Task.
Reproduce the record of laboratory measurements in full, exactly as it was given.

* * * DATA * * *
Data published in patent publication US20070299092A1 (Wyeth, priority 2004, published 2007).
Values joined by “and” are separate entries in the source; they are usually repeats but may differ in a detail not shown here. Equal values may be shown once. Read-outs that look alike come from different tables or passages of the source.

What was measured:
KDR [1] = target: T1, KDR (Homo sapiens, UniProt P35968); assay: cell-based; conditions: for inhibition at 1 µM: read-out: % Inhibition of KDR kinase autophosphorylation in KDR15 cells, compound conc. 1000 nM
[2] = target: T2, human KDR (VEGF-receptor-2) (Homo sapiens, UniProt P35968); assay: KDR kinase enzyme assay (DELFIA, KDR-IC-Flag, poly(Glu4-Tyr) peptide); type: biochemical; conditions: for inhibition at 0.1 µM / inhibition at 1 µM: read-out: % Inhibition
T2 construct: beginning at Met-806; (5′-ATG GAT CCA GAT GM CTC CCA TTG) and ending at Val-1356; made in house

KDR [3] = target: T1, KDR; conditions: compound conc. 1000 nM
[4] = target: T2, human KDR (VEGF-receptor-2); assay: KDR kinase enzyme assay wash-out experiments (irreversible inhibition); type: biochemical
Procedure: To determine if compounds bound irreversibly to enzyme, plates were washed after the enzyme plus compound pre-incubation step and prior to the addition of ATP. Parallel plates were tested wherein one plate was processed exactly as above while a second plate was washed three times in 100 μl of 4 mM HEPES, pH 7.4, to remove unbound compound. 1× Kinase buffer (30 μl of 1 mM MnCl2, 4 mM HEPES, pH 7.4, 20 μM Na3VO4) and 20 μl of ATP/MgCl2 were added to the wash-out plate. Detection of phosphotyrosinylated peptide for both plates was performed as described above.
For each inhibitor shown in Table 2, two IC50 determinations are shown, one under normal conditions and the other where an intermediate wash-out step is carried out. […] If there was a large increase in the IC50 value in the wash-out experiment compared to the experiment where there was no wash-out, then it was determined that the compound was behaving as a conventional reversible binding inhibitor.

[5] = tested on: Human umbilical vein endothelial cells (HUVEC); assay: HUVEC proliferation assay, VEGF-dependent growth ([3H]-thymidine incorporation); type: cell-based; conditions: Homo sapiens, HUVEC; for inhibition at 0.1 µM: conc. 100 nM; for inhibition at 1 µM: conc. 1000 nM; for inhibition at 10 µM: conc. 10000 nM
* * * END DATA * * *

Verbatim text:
Data published in patent publication US20070299092A1 (Wyeth, priority 2004, published 2007).
Values joined by “and” are separate entries in the source; they are usually repeats but may differ in a detail not shown here. Equal values may be shown once. Read-outs that look alike come from different tables or passages of the source.

What was measured:
KDR [1] = target: T1, KDR (Homo sapiens, UniProt P35968); assay: cell-based; conditions: for inhibition at 1 µM: read-out: % Inhibition of KDR kinase autophosphorylation in KDR15 cells, compound conc. 1000 nM
[2] = target: T2, human KDR (VEGF-receptor-2) (Homo sapiens, UniProt P35968); assay: KDR kinase enzyme assay (DELFIA, KDR-IC-Flag, poly(Glu4-Tyr) peptide); type: biochemical; conditions: for inhibition at 0.1 µM / inhibition at 1 µM: read-out: % Inhibition
T2 construct: beginning at Met-806; (5′-ATG GAT CCA GAT GM CTC CCA TTG) and ending at Val-1356; made in house

KDR [3] = target: T1, KDR; conditions: compound conc. 1000 nM
[4] = target: T2, human KDR (VEGF-receptor-2); assay: KDR kinase enzyme assay wash-out experiments (irreversible inhibition); type: biochemical
Procedure: To determine if compounds bound irreversibly to enzyme, plates were washed after the enzyme plus compound pre-incubation step and prior to the addition of ATP. Parallel plates were tested wherein one plate was processed exactly as above while a second plate was washed three times in 100 μl of 4 mM HEPES, pH 7.4, to remove unbound compound. 1× Kinase buffer (30 μl of 1 mM MnCl2, 4 mM HEPES, pH 7.4, 20 μM Na3VO4) and 20 μl of ATP/MgCl2 were added to the wash-out plate. Detection of phosphotyrosinylated peptide for both plates was performed as described above.
For each inhibitor shown in Table 2, two IC50 determinations are shown, one under normal conditions and the other where an intermediate wash-out step is carried out. […] If there was a large increase in the IC50 value in the wash-out experiment compared to the experiment where there was no wash-out, then it was determined that the compound was behaving as a conventional reversible binding inhibitor.

[5] = tested on: Human umbilical vein endothelial cells (HUVEC); assay: HUVEC proliferation assay, VEGF-dependent growth ([3H]-thymidine incorporation); type: cell-based; conditions: Homo sapiens, HUVEC; for inhibition at 0.1 µM: conc. 100 nM; for inhibition at 1 µM: conc. 1000 nM; for inhibition at 10 µM: conc. 10000 nM